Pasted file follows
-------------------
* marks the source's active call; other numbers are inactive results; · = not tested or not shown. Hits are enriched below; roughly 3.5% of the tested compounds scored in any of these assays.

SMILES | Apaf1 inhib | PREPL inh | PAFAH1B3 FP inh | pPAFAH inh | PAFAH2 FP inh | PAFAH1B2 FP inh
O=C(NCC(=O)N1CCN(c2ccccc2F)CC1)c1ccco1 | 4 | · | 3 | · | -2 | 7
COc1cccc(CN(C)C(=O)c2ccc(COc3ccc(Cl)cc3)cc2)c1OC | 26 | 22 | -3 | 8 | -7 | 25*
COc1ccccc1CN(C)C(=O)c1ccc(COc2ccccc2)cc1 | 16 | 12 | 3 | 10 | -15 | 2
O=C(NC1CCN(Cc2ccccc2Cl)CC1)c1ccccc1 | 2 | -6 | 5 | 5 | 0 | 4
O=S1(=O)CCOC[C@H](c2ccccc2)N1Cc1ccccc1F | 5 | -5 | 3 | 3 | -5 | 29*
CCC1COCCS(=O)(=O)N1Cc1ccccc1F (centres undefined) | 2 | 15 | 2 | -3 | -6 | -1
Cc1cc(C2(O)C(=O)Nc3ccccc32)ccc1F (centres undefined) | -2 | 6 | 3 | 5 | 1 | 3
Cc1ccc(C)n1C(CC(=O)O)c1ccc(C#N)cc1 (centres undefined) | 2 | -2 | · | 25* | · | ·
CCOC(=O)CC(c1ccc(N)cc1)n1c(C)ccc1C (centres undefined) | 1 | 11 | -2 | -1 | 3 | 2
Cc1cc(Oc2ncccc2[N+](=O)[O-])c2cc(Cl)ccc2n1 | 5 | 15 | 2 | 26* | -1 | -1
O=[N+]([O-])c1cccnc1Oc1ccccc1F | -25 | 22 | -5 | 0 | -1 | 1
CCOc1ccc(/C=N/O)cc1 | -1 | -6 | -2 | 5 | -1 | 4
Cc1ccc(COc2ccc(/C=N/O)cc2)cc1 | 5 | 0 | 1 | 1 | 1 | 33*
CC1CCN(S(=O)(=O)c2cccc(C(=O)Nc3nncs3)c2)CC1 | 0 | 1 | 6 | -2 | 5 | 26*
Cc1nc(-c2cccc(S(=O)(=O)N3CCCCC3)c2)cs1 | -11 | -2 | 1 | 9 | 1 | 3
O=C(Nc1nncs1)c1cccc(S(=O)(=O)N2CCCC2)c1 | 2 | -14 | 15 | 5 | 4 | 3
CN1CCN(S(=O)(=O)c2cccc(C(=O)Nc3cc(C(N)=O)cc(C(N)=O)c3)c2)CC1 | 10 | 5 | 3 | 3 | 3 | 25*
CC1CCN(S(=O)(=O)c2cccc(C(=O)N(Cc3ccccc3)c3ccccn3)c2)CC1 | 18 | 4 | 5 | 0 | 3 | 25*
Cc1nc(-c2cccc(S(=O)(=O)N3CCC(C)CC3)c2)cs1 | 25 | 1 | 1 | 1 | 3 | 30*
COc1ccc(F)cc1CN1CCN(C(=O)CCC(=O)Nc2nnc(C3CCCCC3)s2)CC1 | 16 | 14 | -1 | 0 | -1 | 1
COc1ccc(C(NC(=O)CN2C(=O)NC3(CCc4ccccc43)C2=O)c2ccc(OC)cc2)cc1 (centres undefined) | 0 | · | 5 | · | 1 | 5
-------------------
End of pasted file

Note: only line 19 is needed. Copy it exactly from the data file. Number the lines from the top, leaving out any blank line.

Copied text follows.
CN1CCN(S(=O)(=O)c2cccc(C(=O)Nc3cc(C(N)=O)cc(C(N)=O)c3)c2)CC1 | 10 | 5 | 3 | 3 | 3 | 25*